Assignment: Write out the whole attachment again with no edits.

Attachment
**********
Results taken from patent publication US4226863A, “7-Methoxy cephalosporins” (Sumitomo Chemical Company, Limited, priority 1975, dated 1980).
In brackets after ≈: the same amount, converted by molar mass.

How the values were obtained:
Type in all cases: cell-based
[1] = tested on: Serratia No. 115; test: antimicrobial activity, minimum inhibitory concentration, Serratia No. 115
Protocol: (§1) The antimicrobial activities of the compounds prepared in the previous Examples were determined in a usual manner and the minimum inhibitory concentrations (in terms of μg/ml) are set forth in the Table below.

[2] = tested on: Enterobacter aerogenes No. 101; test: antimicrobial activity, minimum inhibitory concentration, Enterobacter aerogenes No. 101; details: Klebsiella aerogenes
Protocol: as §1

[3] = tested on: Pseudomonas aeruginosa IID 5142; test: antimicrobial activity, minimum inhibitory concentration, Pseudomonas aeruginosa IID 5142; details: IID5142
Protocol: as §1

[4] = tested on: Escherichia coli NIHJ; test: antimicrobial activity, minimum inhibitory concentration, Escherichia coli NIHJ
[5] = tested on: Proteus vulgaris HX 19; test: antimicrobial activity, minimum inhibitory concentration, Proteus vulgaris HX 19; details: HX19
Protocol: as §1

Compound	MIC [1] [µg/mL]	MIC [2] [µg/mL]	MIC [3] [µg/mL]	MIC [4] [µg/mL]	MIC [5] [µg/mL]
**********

Results taken from patent publication US4226863A, “7-Methoxy cephalosporins” (Sumitomo Chemical Company, Limited, priority 1975, dated 1980).
In brackets after ≈: the same amount, converted by molar mass.

How the values were obtained:
Type in all cases: cell-based
[1] = tested on: Serratia No. 115; test: antimicrobial activity, minimum inhibitory concentration, Serratia No. 115
Protocol: (§1) The antimicrobial activities of the compounds prepared in the previous Examples were determined in a usual manner and the minimum inhibitory concentrations (in terms of μg/ml) are set forth in the Table below.

[2] = tested on: Enterobacter aerogenes No. 101; test: antimicrobial activity, minimum inhibitory concentration, Enterobacter aerogenes No. 101; details: Klebsiella aerogenes
Protocol: as §1

[3] = tested on: Pseudomonas aeruginosa IID 5142; test: antimicrobial activity, minimum inhibitory concentration, Pseudomonas aeruginosa IID 5142; details: IID5142
Protocol: as §1

[4] = tested on: Escherichia coli NIHJ; test: antimicrobial activity, minimum inhibitory concentration, Escherichia coli NIHJ
[5] = tested on: Proteus vulgaris HX 19; test: antimicrobial activity, minimum inhibitory concentration, Proteus vulgaris HX 19; details: HX19
Protocol: as §1

Compound	MIC [1] [µg/mL]	MIC [2] [µg/mL]	MIC [3] [µg/mL]	MIC [4] [µg/mL]	MIC [5] [µg/mL]